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October 24, 2012
Hoke: Taylor Martinez is a threat
Michigan will face Nebraska Saturday night in Lincoln with a chance to put a stranglehold on the Legends Division, but the Wolverines are currently a 2.5-point underdog. The Cornhuskers' offense is a big reason why.
Nebraska came from behind to steal a win at Northwestern, scoring twice late in the fourth quarter, and also came back from a large deficit to beat Wisconsin earlier this year.
Michigan continued physical practices in preparation, head coach Brady Hoke said Wednesday.
"That's a very physical football team we're going to play, in a tough environment," he said. "They present some problems with the dual threat at quarterback, his improvement. He's 67 percent or so completions, and they have a stable of running backs that do a nice job within their offense. They execute defensively, negative plays. That's something they've been very good at, sacks, tackles for loss. They try to get you off schedule that way.
"For us, the environment, we've got to handle that. I think we've had enough of those situations and are mature enough to do that, but we can't have any confusion at the line of scrimmage, both sides of the ball or in the huddle. It takes a focus and a real concentration to be able to do that."
Defensive coordinator Greg Mattison said Tuesday there were plenty of similarities between Michigan's offense and Nebraska's. Hoke wouldn't go so far as to say Nebraska's was the most complete the Wolverines had faced this year.
"Statistically they're as good as anybody in the league, points and all that," he said. "But Alabama's pretty complete. Air Force is pretty complete in what they do. Purdue has skill. They have a scheme they believe in that's pretty good. Statistically, yeah, you'd look at it that way. But the most? That's a pretty strong word.
"The difference [between us and them] right now is a little more of the two back sets they've run, the power, the iso, the lead play. They are probably a little more unbalanced, bingo formation, the sideline formations. The ride play and the jet and those things are similar, and some of the play actions are very similar. We go against Denard Robinson every day at some point situationally, but we've seen a lot of it in the course of the year."
The environment will be a challenge, but Hoke believes the offense can rise to it.
"On the road, there are a lot of things you always have to look at it," he said. "If you study football, management of football, that's always been one thing most coaches will talk about is taking the crowd out by being able to run the football and move the chains that way. But however we can move them, we want to try and move them."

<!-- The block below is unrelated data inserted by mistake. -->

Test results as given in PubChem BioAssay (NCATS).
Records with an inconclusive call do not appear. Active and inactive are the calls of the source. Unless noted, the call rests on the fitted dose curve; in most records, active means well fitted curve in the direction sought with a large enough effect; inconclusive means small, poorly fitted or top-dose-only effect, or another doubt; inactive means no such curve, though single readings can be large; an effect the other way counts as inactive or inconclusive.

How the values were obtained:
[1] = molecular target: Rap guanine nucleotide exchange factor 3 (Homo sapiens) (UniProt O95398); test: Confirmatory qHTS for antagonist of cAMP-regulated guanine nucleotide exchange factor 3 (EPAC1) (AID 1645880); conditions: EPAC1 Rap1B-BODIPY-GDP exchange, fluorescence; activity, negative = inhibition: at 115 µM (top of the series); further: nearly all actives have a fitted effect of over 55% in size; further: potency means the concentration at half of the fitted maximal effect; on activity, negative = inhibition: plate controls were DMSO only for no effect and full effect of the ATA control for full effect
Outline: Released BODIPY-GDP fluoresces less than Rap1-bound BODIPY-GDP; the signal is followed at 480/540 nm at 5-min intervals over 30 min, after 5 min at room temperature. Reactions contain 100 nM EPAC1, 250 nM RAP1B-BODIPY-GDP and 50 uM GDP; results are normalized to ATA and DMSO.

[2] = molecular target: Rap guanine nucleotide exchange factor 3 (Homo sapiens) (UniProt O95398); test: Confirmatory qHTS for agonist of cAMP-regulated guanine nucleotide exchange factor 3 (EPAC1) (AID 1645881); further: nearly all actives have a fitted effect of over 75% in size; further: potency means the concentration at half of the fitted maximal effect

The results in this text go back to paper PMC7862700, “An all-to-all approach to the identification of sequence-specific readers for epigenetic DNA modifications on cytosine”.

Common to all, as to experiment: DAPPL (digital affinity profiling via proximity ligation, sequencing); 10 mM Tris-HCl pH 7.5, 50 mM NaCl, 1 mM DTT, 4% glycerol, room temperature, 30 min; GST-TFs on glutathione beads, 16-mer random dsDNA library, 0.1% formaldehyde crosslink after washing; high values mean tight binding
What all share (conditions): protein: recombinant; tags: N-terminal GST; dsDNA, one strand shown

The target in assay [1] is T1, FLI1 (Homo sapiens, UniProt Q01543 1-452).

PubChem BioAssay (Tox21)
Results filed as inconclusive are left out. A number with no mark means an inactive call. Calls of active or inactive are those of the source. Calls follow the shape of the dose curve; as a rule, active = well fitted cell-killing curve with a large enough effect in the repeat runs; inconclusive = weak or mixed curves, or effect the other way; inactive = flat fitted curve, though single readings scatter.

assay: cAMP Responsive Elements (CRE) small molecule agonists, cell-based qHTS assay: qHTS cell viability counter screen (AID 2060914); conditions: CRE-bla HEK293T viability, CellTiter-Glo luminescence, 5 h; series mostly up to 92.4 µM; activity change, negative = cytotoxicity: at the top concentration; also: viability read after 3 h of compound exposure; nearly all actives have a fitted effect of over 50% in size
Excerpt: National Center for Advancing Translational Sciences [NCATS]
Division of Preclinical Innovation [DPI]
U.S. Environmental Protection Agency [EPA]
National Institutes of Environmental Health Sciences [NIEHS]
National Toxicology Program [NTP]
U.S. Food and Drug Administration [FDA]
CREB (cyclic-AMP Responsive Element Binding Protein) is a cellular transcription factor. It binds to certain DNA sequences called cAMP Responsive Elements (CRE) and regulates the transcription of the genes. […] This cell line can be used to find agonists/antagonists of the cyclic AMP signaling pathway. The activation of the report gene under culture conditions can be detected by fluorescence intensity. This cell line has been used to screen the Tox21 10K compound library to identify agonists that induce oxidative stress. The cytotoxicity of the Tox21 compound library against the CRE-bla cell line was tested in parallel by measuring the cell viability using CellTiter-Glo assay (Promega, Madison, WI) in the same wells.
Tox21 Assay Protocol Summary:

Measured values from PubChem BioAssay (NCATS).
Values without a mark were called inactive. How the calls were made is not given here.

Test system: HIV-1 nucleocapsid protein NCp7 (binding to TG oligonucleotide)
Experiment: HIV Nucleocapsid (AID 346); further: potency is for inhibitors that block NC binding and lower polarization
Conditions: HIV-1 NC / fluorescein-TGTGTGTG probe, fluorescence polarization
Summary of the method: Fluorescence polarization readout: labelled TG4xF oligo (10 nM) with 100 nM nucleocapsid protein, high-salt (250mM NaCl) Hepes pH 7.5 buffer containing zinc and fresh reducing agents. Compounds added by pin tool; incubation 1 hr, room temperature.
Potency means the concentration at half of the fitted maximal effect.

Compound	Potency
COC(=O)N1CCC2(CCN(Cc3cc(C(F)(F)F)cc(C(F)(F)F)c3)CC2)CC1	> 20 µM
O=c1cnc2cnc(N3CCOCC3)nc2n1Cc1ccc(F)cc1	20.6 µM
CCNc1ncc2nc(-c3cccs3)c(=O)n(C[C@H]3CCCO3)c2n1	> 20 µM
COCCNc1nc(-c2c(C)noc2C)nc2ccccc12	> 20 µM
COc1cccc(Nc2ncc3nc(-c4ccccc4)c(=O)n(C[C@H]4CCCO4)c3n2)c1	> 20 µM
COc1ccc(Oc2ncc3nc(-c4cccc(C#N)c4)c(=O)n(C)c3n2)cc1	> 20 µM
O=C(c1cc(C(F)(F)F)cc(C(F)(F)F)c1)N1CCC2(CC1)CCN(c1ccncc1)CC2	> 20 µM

"His hard work - every day he's probably the first one here, the last one to leave," Hoke said. "He knows what the plan is and he has a great desire and love to play football. That was pretty evident from day one. You love to see guys like that who have worked hard paying off for them."
"Joe's had a pretty daggone good stretch here," Hoke said. "He's practiced well, looking at some of the isos and some of the things he's doing in practice and then out there on the field."
"I can't say they're playing him differently, but they do know and recognize when he's in the game," he said. "He can run better routes, all those things, use his fundamentals and technique."
"It changes dramatically from a formational standpoint depending on who you're playing and what they want to do," Hoke said. "We threw the ball 29 times. I wouldn't say that's real conservative, in my opinion. Maybe for Al, that may be conservative and probably is.
"We've got to do whatever we can to win a football game. Whatever it takes, if we've got to throw it and we win, so be it, but we are a team that wants to run the football."
Hoke meets with Borges twice a week to talk about the plan.
"We talk about what he sees, why you would do this, why you would do that," he said. "We have our discussions. I do the same with Greg Mattison. I'm in with Greg most of the time, just because I coach the two guys inside, so I've got to be there. He'll fire me."
"We wanted to make sure we were doing the things we wanted to do without them dictating too much that we wanted to make checks," Hoke said. " Sometimes they'll talk you in to checking with different looks, you get out of it while there's some down and distance tendencies at times. You don't want to go to your other check because they're going to not do what you think they're going to do.
"You'll find people do that. There are some people who disguise very well, and they change in and out of looks very well. They're one of the better ones, which at times can work out for you if you don't check. That's why didn't, obviously."
"They thought everything was fine," he said. "Like they said, you were out there, you could have run the ball. He was right, and we didn't. They're the ones who study and look at it. We do, but not like they do. Bill Corolla, the director of those guys, does a nice job with it."
"We could do that," he said. "It's not a bad idea."
"Any guy when they have a decent year, whatever it might be, you've got people's attention a little more," he said. "Are they keying on him specifically all the time? No. That's why you change personnel groups, formations, trying to get leverage on people. At times we have it, at times we haven't blocked as well as you'd like. He's coming into his own a little bit."